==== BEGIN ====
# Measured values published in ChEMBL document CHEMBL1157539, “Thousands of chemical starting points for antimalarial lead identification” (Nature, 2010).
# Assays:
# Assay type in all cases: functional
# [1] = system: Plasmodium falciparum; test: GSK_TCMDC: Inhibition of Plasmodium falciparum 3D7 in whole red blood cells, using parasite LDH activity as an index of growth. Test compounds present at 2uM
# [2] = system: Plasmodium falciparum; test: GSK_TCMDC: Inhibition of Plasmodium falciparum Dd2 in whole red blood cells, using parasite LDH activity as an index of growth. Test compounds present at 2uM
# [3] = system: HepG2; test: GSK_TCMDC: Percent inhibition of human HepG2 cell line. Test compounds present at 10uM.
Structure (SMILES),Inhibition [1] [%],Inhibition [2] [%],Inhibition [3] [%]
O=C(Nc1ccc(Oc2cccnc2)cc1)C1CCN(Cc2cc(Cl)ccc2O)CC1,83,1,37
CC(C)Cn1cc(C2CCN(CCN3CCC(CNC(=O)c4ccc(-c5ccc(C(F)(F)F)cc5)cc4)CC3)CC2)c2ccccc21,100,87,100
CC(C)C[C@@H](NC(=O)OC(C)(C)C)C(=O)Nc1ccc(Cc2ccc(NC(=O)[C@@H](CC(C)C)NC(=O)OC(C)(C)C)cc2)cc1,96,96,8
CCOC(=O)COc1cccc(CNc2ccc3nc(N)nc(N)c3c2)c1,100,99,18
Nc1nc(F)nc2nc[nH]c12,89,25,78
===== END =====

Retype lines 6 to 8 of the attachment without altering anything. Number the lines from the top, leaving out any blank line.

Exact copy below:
# [3] = system: HepG2; test: GSK_TCMDC: Percent inhibition of human HepG2 cell line. Test compounds present at 10uM.
Structure (SMILES),Inhibition [1] [%],Inhibition [2] [%],Inhibition [3] [%]
O=C(Nc1ccc(Oc2cccnc2)cc1)C1CCN(Cc2cc(Cl)ccc2O)CC1,83,1,37